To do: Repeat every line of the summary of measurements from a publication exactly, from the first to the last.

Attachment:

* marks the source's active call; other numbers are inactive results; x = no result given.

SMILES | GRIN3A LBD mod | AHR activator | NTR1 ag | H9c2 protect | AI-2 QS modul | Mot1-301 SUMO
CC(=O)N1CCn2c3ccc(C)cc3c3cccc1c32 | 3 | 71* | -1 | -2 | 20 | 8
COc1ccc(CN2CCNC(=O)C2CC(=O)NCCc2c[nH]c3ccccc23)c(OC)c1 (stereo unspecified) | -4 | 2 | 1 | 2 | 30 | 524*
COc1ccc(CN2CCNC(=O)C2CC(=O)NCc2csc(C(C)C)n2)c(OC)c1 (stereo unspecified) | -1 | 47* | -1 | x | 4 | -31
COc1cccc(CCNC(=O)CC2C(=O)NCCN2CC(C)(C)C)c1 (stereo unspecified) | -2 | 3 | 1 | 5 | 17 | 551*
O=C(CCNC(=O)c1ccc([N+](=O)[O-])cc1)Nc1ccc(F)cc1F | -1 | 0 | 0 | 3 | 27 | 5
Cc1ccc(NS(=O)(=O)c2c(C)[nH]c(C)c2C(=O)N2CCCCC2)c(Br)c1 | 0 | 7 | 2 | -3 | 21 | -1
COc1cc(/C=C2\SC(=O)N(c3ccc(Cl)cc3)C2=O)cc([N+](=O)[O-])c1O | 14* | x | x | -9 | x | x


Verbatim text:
* marks the source's active call; other numbers are inactive results; x = no result given.

SMILES | GRIN3A LBD mod | AHR activator | NTR1 ag | H9c2 protect | AI-2 QS modul | Mot1-301 SUMO
CC(=O)N1CCn2c3ccc(C)cc3c3cccc1c32 | 3 | 71* | -1 | -2 | 20 | 8
COc1ccc(CN2CCNC(=O)C2CC(=O)NCCc2c[nH]c3ccccc23)c(OC)c1 (stereo unspecified) | -4 | 2 | 1 | 2 | 30 | 524*
COc1ccc(CN2CCNC(=O)C2CC(=O)NCc2csc(C(C)C)n2)c(OC)c1 (stereo unspecified) | -1 | 47* | -1 | x | 4 | -31
COc1cccc(CCNC(=O)CC2C(=O)NCCN2CC(C)(C)C)c1 (stereo unspecified) | -2 | 3 | 1 | 5 | 17 | 551*
O=C(CCNC(=O)c1ccc([N+](=O)[O-])cc1)Nc1ccc(F)cc1F | -1 | 0 | 0 | 3 | 27 | 5
Cc1ccc(NS(=O)(=O)c2c(C)[nH]c(C)c2C(=O)N2CCCCC2)c(Br)c1 | 0 | 7 | 2 | -3 | 21 | -1
COc1cc(/C=C2\SC(=O)N(c3ccc(Cl)cc3)C2=O)cc([N+](=O)[O-])c1O | 14* | x | x | -9 | x | x